Information on hypertrichosis and excessive hair growth

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Congenital Hypertrichosis Lanuginosa (CHL)

Hypertrichosis is an excessive hair growth disorder that refers only to hair length and density, which is more than the accepted normal limits for the age, sex and racial group of the patient and does not imply any particular hair distribution. It is not androgen related.

One category of hypertrichosis is called generalized congenital hypertrichosis. Congenital Hypertrichosis Lanuginosa (CHL) comes under this category.

CHL, a rare inherited disorder, is a truly generalized and confluent hypertrichosis with a different hair growth pattern. At birth, the entire body of the newborn except the hands and feet are covered with excess fine blond hairs. Lanugo hairs are normally shed in the seventh or eighth month of pregnancy or in the first few months after birth. In CHL, lanugo hairs remain after birth or may develop later in infancy. It is not definite that these are lanugo hairs. They could be vellus since in very few cases was any microscopic examination done.

CHL cases are known to persist, resolve or increase with age. In most cases of CHL, hair shedding begins from the trunk during the first year of life and later spreads to the limbs, but some excess hair is retained throughout life. It is unclear why in some patients there is no resolution of CHL. Opinion is divided on whether in such cases the expression of CHL is different or whether it is an entirely different syndrome. CHL can be inherited as an autosomal trait but there are exceptions to it. Many authors have reported abnormalities of chromosome 8q in CHL. The incidence of CHL is estimated at one in a billion.

Most cases of CHL are otherwise normal except for dental eruptions. This condition has been categorized as a form of tricho-odonto-ectodermal dysplasia. Cases of CHL with photophobia, infantile genitalia, and growth and mental retardation have also come to light.

Sub-types of Congenital Hypertrichosis Lanuginosa

CHL has been categorized into various subtypes. These include:

- Ambras syndrome
- Congenital generalized hypertrichosis
- Hypertrichosi terminalis, generalized, with gingival hyperplasia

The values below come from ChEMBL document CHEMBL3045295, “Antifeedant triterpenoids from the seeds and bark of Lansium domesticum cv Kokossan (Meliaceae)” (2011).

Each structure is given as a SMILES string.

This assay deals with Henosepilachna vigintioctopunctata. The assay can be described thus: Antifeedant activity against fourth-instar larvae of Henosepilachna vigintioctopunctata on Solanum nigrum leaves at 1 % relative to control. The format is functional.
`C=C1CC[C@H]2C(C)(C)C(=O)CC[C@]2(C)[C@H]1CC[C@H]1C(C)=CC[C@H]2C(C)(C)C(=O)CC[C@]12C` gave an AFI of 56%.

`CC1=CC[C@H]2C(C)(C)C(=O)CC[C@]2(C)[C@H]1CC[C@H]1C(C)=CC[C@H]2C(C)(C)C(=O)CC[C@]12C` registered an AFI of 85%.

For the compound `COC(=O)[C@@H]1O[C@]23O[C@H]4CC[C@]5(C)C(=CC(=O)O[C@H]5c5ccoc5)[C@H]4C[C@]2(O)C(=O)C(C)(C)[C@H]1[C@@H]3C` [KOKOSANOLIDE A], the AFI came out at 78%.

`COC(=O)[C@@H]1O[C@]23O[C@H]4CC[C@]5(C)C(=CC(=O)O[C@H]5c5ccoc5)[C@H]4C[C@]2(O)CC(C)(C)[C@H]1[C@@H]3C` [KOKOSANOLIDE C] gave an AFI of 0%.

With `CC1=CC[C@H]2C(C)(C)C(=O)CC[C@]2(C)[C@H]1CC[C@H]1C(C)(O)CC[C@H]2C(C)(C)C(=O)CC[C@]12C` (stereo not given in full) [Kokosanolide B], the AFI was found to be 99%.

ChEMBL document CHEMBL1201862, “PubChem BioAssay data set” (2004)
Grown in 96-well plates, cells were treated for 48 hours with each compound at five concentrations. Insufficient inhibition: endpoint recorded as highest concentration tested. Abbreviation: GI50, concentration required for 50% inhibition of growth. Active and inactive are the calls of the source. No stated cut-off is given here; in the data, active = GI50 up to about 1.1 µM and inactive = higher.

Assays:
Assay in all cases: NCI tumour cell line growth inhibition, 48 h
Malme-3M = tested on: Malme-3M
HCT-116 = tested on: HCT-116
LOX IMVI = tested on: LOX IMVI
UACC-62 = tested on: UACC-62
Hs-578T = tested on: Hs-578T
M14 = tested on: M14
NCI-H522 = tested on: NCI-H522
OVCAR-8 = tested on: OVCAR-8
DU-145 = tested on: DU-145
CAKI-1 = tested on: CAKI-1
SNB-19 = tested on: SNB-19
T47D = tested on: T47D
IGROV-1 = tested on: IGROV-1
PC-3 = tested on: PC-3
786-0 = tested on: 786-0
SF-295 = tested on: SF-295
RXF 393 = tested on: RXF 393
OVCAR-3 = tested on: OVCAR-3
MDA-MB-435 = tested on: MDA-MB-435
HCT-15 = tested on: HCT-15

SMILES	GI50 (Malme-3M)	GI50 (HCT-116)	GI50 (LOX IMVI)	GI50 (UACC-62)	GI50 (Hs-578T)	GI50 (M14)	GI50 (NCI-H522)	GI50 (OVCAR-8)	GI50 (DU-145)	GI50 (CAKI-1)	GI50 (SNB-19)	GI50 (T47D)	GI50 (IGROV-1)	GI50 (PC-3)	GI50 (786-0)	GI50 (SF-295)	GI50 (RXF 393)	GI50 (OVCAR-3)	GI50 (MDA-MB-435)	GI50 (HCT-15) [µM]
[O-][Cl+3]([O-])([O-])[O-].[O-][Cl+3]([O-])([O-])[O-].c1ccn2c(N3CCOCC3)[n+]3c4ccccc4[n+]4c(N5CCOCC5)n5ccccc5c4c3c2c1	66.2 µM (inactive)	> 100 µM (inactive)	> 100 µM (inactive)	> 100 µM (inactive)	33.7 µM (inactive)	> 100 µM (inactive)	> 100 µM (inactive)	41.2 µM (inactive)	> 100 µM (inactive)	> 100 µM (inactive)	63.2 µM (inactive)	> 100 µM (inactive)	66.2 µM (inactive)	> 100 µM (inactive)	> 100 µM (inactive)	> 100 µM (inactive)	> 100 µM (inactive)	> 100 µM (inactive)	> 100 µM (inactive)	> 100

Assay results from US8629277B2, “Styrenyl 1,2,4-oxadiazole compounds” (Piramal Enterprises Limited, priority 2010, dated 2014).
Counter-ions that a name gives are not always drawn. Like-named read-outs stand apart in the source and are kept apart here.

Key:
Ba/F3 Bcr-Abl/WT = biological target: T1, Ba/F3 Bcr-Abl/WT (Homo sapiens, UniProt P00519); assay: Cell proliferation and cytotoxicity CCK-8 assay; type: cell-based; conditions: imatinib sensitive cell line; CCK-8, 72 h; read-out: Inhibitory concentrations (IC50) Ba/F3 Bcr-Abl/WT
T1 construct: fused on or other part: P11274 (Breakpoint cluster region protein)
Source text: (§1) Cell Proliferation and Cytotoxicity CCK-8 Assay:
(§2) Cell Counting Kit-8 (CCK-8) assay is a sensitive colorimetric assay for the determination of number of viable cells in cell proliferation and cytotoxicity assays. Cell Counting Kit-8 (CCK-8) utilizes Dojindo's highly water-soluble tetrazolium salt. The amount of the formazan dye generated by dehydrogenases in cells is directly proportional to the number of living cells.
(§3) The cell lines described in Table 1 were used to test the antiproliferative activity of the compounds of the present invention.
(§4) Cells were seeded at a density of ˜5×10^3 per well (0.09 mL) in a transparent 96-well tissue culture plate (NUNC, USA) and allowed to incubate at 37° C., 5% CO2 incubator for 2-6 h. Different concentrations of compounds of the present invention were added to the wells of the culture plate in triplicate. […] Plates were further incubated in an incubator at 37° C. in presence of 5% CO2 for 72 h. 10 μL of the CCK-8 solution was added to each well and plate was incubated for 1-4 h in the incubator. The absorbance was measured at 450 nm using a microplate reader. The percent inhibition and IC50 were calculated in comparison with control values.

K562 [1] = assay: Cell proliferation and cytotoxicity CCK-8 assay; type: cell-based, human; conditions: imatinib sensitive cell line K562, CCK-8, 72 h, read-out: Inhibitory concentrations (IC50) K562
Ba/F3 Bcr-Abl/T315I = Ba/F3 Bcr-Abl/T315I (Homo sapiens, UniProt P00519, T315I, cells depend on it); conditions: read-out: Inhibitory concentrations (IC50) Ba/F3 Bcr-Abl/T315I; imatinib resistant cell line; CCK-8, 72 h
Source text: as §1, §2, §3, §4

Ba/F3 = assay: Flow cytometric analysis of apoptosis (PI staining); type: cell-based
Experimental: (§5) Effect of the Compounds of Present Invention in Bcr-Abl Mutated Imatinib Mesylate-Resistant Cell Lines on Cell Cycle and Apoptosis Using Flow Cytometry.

- Ramon syndrome
- Brachmann-de Lange syndrome

Ambras syndrome: Ambras syndrome also called hypertrichosis universalis congenital shows persistent hairs 4 inches to 10 inches long. The growth is more prominent and the hair darker on the shoulders and the face. The face includes the nose. In some cases Ambras syndrome is inherited as Ambras syndrome with cytogenic abnormalities.

Congenital generalized hypertrichosis: This type of CHL probably has an X- linked dominant form of inheritance and was first found in a Mexican family. The hair here is curly and shorter than in Ambras syndrome. The disorder affects males more severely than females who have a patchy growth. The gene for this disorder has reportedly been located on a type of X-chromosome.

Hypertrichosi terminalis, generalized, with gingival hyperplasia: Hereditary gingival fibromatosis or hyperplasia associated with hypertrichosis is the cause of this disorder. It actually mimics CHL and is not classified as such, except wrongly. It is a rare disorder occurring in 1 out of 175,000. It is usually autosomal dominant.

Gingival fibromatosis appears and develops only when primary or secondary teeth have emerged. These teeth are buried in its hypertrophying redundant tissue. When the disorder is associated with hypertrichosis, gingival fibromatosis is almost always present at birth or develops in the first year of life, though it can appear as late as puberty. Excessive hair growth is not as severe as in CHL and appears mainly on the eyebrows, face, limbs and mid-back.

Ramon syndrome: The Ramon syndrome, an autosomal recessive inherited condition, is characterized by gingival fibromatosis, mental retardation, epilepsy, cherubism and stunted growth with or without juvenile rheumatoid arthritis. The hypertrichosis is moderate and inconstantly associated.

Brachmann-de Lange syndrome: CHL, although easily identifiable in its fully developed state, may be difficult to distinguish in infancy from hypertrichosis cases which are generalized but not necessarily confluent. Brachmann-de Lange syndrome is one example of such hypertrichosis.

The hypertrichosis is nowhere as generalized or confluent as CHL but in infancy there might be some overlap of excess hair growth. The infants affected by Brachmann-de Lange syndrome can be easily recognized because of their highly characteristic and persistent features. The features include distinctive faces, secondary to a low hairline, penciled but not bushy eyebrows, long eyelashes and thin lips. They also have relatively constant abnormalities like mental and growth retardation. Excess and persistent lanugo hairs occur at birth or infancy on the forehead, lateral face, back, shoulders and extremities.

This syndrome is usually sporadic but may be a genetic disorder with autosomal dominant inheritance.


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